Focus on Evidence-Based Medicine: Improving Patient Outcomes and Managing Healthcare Costs

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The American Journal of Pharmacy Benefits, Spring 2009, Volume 1, Issue 1

This brief commentary emphasizes the importance of applying evidence-based practices to ensure the safe and effective use of specialty medications to optimize treatment outcomes and minimize healthcare costs.

Practicing according to the principles of evidence-based medicine involves the application of national practice guidelines, current clinical research, and experience to guide the diagnosis of a condition and selection of appropriate treatment. Although this practice is important in all fi elds of healthcare today, it is becoming increasingly important in specialty pharmacy. Given that drug spending for specialty pharmaceuticals is growing at 2.5 times the rate of nonspecialty spending1 and that total healthcare costs for specialty patients is 17.5 times higher than nonspecialty patients,2 increased focus has been placed on the use of specialty medications and concern over how to manage costs while ensuring appropriate utilization and quality care.

Specialty pharmacy is a growing area of pharmacy practice focused on providing drug therapy management and dispensing services for patients requiring treatment with medications that are used to treat rare, chronic, or genetic conditions. These agents are often high cost, but more importantly, patients taking these medications require frequent monitoring and training, coordination of care with multiple healthcare providers, comprehensive patient education, and adherence management to ensure appropriate utilization. By following the principles of evidence-based medicine, specialty pharmacy is able to achieve the goal most important to patients, payers, and other healthcare practitioners—optimizing clinical treatment outcomes at the lowest cost.

An example that illustrates how the principles of evidence-based medicine can be applied is the management of hepatitis C. Affecting approximately 2.7 million people in the United States, hepatitis C is a blood-borne virus that affects the liver, causing chronic infl ammation that can lead to cirrhosis, liver failure, and even liver cancer.3,4 Several types of hepatitis C exist—genotype 1is the most common in the United States and is the most difficult to eradicate.3 Patients are often asymptomatic, and diagnosis is usually prompted when liver abnormalities are identified during a routine medical examination. Evidence-based guidelines indicate that key factors to successful viral eradication include the use of and adherence to the current gold standard for treating hepatitis C—pegylated interferon in combination with ribavirin for up to 48 weeks.3-5 Even with optimal medication use and adherence, there is still only a 40% to 50% success rate for genotype 1 patients, and patients that do not experience a clinical response at 12 weeks are not likely to ever achieve successful viral eradication.5 Further, side effects associated with these medications, including flu-like symptoms, depression, and blood dyscrasias, create a huge barrier to successful treatment, with many patients discontinuing therapy after the fi rst month.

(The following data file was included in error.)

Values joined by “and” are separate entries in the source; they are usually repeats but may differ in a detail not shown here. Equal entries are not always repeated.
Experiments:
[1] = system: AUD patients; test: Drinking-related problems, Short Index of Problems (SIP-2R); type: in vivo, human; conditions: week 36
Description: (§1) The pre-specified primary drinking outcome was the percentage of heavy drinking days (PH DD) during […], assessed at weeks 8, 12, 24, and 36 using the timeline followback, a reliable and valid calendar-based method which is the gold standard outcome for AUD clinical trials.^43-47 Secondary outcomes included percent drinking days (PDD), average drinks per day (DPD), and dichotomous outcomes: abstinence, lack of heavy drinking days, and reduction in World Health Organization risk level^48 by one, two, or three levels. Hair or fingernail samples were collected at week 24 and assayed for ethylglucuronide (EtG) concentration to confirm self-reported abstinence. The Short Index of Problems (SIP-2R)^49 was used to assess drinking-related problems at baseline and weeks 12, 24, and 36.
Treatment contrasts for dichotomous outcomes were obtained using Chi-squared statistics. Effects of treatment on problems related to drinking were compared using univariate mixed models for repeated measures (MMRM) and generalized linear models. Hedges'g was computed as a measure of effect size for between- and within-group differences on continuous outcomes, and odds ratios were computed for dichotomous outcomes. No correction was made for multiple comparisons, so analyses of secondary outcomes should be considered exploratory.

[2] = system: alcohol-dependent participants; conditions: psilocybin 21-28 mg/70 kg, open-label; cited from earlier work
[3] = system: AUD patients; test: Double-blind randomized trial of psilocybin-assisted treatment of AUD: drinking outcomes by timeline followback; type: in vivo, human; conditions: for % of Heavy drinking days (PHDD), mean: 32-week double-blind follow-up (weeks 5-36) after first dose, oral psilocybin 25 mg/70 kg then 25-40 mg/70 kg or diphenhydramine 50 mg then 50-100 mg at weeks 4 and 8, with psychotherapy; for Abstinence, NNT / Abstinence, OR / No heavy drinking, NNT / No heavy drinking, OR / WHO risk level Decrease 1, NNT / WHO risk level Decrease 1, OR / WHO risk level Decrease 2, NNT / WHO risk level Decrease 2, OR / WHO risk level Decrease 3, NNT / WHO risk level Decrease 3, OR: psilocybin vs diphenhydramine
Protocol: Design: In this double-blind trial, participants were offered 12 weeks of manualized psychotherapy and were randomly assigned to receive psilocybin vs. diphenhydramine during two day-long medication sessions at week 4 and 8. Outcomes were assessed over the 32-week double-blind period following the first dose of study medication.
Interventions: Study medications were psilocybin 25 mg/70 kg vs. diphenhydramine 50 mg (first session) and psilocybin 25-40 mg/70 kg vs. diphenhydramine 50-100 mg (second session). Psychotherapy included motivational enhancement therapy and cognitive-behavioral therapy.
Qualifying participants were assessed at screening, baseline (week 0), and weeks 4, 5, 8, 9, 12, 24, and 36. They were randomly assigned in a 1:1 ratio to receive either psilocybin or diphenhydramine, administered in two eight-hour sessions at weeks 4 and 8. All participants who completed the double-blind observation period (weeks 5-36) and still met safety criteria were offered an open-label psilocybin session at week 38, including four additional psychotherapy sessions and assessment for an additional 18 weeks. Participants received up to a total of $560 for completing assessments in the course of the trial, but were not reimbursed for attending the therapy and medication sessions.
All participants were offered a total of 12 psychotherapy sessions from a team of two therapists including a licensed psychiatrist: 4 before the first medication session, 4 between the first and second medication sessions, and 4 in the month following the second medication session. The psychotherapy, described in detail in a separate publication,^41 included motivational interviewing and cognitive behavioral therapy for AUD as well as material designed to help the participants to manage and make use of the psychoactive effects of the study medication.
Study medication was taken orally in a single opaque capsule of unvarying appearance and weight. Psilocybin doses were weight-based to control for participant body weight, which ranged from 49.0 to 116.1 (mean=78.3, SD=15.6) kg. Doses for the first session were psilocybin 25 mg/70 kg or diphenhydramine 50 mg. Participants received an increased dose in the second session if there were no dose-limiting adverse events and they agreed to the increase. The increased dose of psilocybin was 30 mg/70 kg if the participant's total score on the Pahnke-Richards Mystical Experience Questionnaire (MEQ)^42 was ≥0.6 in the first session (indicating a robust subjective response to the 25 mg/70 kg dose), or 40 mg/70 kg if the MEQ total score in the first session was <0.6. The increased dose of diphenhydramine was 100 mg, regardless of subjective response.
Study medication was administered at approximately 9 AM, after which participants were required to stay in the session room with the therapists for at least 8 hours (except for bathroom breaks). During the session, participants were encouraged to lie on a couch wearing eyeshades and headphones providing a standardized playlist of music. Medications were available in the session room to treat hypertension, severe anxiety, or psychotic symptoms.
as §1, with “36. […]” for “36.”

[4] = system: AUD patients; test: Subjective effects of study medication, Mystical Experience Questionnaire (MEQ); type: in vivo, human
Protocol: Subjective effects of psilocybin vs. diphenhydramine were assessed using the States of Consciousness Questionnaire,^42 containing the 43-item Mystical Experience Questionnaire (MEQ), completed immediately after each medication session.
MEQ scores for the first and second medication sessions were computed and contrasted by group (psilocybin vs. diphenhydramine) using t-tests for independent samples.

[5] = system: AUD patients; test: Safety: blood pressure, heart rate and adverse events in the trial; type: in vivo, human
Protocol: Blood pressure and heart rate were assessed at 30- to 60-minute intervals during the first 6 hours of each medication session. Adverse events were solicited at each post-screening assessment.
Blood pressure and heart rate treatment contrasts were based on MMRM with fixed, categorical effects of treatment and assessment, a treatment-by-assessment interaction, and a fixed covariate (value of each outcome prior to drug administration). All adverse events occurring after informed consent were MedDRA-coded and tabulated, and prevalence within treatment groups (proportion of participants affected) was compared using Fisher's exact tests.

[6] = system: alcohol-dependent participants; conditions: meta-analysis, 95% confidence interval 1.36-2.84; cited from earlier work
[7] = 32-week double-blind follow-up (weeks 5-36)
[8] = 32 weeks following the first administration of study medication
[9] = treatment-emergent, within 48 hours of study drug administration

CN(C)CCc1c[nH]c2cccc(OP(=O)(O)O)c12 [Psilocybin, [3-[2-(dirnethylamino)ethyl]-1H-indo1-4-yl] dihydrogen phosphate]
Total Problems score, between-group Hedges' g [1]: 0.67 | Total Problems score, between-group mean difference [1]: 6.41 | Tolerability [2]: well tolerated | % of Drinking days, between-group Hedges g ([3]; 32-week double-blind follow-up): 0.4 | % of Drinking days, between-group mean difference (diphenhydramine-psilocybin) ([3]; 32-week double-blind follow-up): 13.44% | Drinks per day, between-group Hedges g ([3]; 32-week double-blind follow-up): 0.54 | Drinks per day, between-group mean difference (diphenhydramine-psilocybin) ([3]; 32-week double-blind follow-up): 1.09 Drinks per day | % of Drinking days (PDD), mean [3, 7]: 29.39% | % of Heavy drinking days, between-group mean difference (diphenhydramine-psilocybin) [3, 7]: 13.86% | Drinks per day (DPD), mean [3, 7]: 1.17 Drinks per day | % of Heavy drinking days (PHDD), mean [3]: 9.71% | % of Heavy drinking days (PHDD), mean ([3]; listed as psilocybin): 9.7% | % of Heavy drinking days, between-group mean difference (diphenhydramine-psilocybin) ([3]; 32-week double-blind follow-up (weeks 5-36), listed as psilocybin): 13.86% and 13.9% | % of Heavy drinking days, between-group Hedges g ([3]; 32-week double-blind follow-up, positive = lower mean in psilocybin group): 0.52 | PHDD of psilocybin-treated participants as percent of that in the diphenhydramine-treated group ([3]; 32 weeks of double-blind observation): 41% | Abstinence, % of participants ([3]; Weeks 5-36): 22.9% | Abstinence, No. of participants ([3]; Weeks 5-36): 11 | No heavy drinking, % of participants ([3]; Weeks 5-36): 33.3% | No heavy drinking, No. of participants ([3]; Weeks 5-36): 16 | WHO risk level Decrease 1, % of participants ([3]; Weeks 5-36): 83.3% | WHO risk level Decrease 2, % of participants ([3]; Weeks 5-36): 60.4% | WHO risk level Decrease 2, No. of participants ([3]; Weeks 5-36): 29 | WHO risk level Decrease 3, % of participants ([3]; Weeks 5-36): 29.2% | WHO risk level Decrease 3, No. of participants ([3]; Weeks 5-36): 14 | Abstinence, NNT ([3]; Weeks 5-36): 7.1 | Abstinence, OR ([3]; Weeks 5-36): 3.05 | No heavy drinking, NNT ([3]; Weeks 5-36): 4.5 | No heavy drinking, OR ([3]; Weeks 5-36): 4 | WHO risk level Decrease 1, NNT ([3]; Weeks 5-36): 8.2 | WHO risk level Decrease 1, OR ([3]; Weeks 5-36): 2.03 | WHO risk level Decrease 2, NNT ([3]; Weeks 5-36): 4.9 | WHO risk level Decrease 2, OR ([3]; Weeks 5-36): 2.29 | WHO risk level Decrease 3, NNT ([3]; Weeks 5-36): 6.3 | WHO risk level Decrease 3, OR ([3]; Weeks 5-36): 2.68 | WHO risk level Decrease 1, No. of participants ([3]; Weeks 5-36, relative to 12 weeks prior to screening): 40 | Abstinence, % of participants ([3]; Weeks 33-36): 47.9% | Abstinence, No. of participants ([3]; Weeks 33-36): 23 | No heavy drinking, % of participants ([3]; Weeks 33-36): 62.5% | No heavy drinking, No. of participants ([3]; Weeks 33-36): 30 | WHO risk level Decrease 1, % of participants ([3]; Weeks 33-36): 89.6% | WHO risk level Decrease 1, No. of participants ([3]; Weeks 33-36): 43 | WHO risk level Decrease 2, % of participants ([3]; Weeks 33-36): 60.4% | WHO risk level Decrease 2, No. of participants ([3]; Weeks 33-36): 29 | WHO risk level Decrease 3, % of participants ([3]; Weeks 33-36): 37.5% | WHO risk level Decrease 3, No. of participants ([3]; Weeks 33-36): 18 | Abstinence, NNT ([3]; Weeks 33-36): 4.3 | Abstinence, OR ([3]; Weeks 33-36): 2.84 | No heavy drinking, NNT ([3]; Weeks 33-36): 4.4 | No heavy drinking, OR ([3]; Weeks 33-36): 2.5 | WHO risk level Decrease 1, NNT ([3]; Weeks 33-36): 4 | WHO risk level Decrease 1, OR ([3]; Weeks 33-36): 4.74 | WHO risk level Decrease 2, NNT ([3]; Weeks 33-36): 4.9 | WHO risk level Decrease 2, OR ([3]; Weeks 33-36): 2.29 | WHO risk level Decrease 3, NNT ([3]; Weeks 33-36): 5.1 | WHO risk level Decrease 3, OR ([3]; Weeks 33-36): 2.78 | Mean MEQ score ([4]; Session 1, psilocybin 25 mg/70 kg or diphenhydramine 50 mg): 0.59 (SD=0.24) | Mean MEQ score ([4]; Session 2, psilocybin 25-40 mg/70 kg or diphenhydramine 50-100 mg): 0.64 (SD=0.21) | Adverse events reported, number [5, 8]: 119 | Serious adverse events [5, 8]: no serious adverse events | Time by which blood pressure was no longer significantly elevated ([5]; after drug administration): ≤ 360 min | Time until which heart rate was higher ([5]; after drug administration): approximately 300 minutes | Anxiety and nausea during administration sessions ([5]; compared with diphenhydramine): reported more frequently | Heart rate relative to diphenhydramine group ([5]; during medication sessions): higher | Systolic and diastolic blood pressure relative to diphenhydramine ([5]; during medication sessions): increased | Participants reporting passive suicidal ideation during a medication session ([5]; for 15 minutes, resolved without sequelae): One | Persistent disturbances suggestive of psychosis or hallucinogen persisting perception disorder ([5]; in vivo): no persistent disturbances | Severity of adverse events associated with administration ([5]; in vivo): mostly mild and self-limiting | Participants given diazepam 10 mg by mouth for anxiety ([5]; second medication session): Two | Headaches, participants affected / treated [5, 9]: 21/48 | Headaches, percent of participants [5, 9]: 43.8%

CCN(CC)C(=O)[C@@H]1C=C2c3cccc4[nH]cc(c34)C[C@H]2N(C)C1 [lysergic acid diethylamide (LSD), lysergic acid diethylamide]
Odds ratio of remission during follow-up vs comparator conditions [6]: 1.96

Specialty pharmacists are in a prime position to apply best clinical practices at the patient level by helping patients understand the complexity of treating and living with hepatitis C, coaching them to remain adherent to and complete their treatment regimen, as well as monitoring their clinical response to ensure that those patients not responding early in the treatment cycle are identified so that other, more appropriate treatment options may be pursued. A recent study showed that specialty pharmacists can help hepatitis C patients achieve an average adherence of 94.5% (95% confidence interval, 94.2% and 94.7%), with greater than 90% of patients remaining on therapy beyond the first month.6 Further, by monitoring early treatment response, the specialty pharmacy was able to identify that approximately 12% of the population was not responding to therapy, resulting in discontinuation of the prescribed regimen and initiation of a more appropriate option, resulting in payer cost savings of approximately $1500 per month for each member identified as a nonresponder.7

Specialty pharmacy has demonstrated the ability to support the application of evidence-based medicine as part of the medication utilization and management process. As the fastest growing segment of drug spending and the largest proportion of the drug development pipeline, understanding the evolving evidence supporting the use of these treatment options and identifying their appropriate place in therapy will continue to be a focus for healthcare providers and payers alike. The application of these evidence-based practices is critical to ensuring the safe and effective use of specialty medications, optimizing treatment outcomes, and minimizing healthcare costs both today and in the future.